Retail Forex Brokers: A story of consolidation, regulatory headwinds and global challenges


It is an undeniable fact that the expansion and growth of the online retail forex industry had reached a relentless, unprecedented pace over recent year. Indeed, the introduction of the Euro in 1999 and its pairing with the US dollar rapidly became the most tradable financial instrument the world had ever seen, contributing to the FX market’s daily turnover going from just over half a trillion dollars in 1989 to a massive $5.4 trillion in April of 2013.

However, the more recent trends in the industry paint a much gloomier picture with trading volumes declining as a result of the record low FX volatility that has been recorded. This makes the environment within which online retail forex firms are called to operate highly challenging and has affected all players in the industry, large and small. For the larger, more popular and often publicly listed companies it has meant declines in their business and profit volumes.

For the smaller brokers however it has often been a matter of survival with many not being able to withstand the pressure and being forced to shut down or sell their operations to other brokers. There are strong rumours, if not indications, that in jurisdictions that are not strictly regulated brokers who are facing difficulties and are struggling to survive are even tapping into client deposits in a desperate attempt to keep funding company operations. This is a very alarming prospect and traders should be extra vigilant to safeguard the safety of their funds.

It is certain that from the vast plethora of brokers that has emerged over the years, many will be unable to withstand the current market conditions, which are far from favourable, and will either exit the market or succumb to mergers and acquisitions. Indeed such activity has recently increased, through moves such as the FXDD US based accounts been acquired by FXCM as was also the case with IBFX’s MT4 business. Moreover, in Cyprus JFX‘s business was merged officially into Traders Trust Capital Markets, with the firm renouncing its CySEC authorization.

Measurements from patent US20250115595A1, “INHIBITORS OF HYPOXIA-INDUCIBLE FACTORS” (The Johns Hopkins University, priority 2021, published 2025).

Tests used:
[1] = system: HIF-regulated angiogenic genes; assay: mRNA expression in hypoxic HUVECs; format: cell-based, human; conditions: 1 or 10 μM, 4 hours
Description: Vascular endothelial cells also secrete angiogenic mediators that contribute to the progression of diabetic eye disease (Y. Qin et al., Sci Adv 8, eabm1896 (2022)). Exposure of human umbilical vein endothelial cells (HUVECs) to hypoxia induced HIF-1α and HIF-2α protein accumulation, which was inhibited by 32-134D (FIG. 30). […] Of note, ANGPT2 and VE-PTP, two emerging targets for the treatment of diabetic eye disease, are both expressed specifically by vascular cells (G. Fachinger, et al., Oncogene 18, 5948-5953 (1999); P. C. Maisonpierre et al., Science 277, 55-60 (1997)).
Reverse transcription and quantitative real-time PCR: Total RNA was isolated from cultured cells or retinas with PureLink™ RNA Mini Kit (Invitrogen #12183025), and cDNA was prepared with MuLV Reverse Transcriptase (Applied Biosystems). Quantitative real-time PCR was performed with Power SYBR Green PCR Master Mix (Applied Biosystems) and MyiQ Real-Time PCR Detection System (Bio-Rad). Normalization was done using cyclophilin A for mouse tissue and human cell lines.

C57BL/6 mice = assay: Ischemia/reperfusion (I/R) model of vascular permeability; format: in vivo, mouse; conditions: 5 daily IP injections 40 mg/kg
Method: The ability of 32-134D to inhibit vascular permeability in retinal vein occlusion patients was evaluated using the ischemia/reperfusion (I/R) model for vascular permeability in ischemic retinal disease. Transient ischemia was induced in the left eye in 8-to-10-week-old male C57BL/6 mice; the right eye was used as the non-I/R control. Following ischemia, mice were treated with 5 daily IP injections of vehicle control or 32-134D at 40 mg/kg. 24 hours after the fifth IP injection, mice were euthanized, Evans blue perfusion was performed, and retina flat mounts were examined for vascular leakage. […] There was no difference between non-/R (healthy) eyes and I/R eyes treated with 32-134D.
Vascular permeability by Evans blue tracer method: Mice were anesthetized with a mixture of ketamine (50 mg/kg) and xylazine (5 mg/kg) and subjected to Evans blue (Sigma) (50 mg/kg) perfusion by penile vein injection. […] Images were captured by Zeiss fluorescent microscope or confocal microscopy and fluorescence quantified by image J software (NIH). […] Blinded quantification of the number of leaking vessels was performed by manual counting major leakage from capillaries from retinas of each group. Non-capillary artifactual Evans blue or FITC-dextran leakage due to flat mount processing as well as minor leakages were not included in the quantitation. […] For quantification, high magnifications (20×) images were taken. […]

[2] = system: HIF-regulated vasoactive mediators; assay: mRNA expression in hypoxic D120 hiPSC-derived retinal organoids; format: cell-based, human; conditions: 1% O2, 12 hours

Against this backdrop, persistent rumours insist that another CySEC licensed broker headquartered in Limassol, which is a well-known CFD and forex broker is faced with cash flows shortage and general financial difficulties that are making it almost impossible for the company to meet even the expenses required for its most basic day to day operations.

We have as yet been unable to confirm the rumours or obtain information which further clarifies the situation. We can, however, fairly safely argue that it will not be a surprising turn of events. Except the overall difficulties in the overarching forex landscape, Cyprus is also facing new troubles as a country as well and firms operating from this jurisdiction are called to cope with that as well. More specifically and after five straight positive reviews of its rescue program from its international lenders , the government is faced with a legal wrangle that will definitely throw a spanner in the country’s fragile recovery triggering the creditors’ disapproval and making it more difficult for Cyprus to get its hands on the next batch of bailout cash it is due to get. The country’s Finance Minister said there’s enough money in state coffers to avoid an imminent crisis, but it is natural that both the government and the business in Cyprus will have another hot potato in their hands for some time to come.